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Surviving Website Downtime: Survival Guide

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If your business is mostly online, then website downtime is something to look out for. Through your website you make sales, reach new customers and connect with your—when it’s working properly. Which is why it needs to be up and running at all times. But as part of every business things can go wrong sometimes. Your website can crash.

It is ok when that happens, but the most important part is to know why it happened and knowing how to fix it. Surviving website downtime is one of the biggest challenges online business owners face. The time that your website is down can be highly stressful and sometimes detrimental to a business.  There is plenty you can do to be adequately prepared and to make the downtime easier and less stressful. Firstly let’s mention the most common cause of Website Downtime.

The several causes of Website Downtime

1.    Planned Downtime

2.    Component failures

3.    Trouble caused by the operator or the user

4.    Natural Disasters

The Impacts of Downtime to your Website

Bellow you will find just some of the negative impacts that can occur to your website if it is down for a significant amount of time and if you do not find a way to resolve the issue.

  • Reduced search engine rankings
  • May create an overall negative user experience
  • Can tarnish the brand’s reputation and credibility
  • Lost revenue and potential client opportunities

So make sure if your website is down that you can get to it quickly. Sometime sit can even go unnoticed. Each second their website is not functional, they are experiencing several missed opportunities and, ultimately, lost profits.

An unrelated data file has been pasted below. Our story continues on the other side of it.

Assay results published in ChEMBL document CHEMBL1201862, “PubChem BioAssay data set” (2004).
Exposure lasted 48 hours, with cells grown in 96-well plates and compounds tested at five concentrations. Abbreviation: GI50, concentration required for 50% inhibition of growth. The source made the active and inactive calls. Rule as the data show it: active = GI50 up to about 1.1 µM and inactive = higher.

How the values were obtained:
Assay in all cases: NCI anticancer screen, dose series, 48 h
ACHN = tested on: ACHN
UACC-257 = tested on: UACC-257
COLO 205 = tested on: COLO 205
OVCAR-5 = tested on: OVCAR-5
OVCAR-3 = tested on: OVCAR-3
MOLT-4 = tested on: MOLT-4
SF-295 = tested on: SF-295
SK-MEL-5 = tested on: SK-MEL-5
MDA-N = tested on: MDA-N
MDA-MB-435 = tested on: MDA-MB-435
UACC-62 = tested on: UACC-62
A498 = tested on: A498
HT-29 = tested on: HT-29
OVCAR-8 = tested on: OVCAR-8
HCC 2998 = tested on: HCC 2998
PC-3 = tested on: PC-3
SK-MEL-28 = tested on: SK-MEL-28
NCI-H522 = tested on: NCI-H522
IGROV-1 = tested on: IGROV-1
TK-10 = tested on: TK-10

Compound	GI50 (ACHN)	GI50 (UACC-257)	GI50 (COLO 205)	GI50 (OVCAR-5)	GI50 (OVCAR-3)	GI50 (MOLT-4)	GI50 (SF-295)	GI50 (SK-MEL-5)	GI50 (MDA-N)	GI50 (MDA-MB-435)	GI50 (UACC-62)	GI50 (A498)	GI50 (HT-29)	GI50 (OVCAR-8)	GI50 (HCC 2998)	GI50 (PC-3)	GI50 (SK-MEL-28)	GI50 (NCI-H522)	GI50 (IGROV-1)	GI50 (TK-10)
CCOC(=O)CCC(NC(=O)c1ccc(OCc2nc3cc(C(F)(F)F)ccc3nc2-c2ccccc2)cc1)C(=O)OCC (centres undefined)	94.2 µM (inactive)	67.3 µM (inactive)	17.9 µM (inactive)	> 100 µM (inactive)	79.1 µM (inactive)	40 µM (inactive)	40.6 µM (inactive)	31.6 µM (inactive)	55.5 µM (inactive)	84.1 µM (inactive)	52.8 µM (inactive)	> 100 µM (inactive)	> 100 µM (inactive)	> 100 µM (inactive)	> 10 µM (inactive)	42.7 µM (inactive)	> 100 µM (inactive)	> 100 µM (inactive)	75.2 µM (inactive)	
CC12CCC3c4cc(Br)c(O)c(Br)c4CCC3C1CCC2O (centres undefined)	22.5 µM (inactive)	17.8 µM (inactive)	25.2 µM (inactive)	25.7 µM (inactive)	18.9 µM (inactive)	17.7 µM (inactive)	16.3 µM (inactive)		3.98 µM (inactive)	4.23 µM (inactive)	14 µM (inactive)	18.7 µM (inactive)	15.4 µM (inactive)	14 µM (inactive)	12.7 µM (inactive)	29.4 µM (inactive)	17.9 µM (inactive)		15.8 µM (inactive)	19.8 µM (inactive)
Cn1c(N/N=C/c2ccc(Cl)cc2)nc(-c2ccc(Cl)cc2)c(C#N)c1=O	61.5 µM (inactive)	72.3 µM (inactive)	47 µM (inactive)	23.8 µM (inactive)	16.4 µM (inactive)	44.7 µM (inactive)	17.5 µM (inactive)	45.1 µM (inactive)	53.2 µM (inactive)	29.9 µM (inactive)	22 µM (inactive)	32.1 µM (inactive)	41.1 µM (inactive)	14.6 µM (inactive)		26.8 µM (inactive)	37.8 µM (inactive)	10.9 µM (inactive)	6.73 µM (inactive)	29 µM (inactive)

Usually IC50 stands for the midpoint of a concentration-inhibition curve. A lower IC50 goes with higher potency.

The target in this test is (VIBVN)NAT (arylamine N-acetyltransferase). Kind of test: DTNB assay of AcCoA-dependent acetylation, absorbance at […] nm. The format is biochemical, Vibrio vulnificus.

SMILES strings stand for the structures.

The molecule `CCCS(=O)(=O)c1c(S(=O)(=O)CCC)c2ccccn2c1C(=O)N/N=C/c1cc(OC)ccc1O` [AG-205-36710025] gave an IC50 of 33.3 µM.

Now let’s talk about the steps you should take if you are ever in this dreadful position.

See If Your Website is Actually Down

When you realize that your page is not working, make sure that it’s actually down and that it is not a small mistake that could very easily be fixed. This saves you the hassle of trying to figure out how to fix a problem that does not exist, wasting critical time and resources, and potentially creating other problems in the process.

Notify Users When Necessary

Notify your users when necessary and if they will also be affected. Let them know that the site is down, apologise for the inconvenience, let them know that you are investigating the reasons why, and that it will be fixed soon. This retains customer trust and makes them more likely to revisit your site as they expect the issue to be corrected.

Calculate Losses and Plan to Recover

If you are expecting to lose a lot of money during a prolonged outage, then you should start to calculate losses and plan how to recover. Calculating how much you likely lost during the outage may be stressful, but not knowing can hurt your business substantially. Once you know your projected losses, you can come up with a recovery plan.

Investigate

You should try and find out what has caused the problem? This will help you stop it from ever happening again. It could have been caused by a software change you made. Some WordPress plugins could be out of date for example and cause issues with your website. Some of the common reasons are:

  1. A programming error on the website,
  2. A DNS problem, or an expired domain,
  3. A networking problem,
  4. Something on the server has crashed,
  5. The whole server has crashed.

Reach Out to Your Web Host for Help

Reach out to your reliable hosting company, they will usually be able to be of assistance. Most hosting companies have a customer service program, offer maintenance and 24/7 support that can offer you some help and help get to the root of the problem.

Regularly check in with your IT team.

Regular communication with your IT team is crucial. Cooperate with them if they need any help finding information about your website or server. Get an estimate from them as to how long it will take for the problem to be resolved.

Through the many modern instances of downtime, it has become abundantly clear that downtime is a matter that must be swiftly dealt with to avoid lasting negative repercussions in terms of revenue, customer satisfaction, and client loyalty.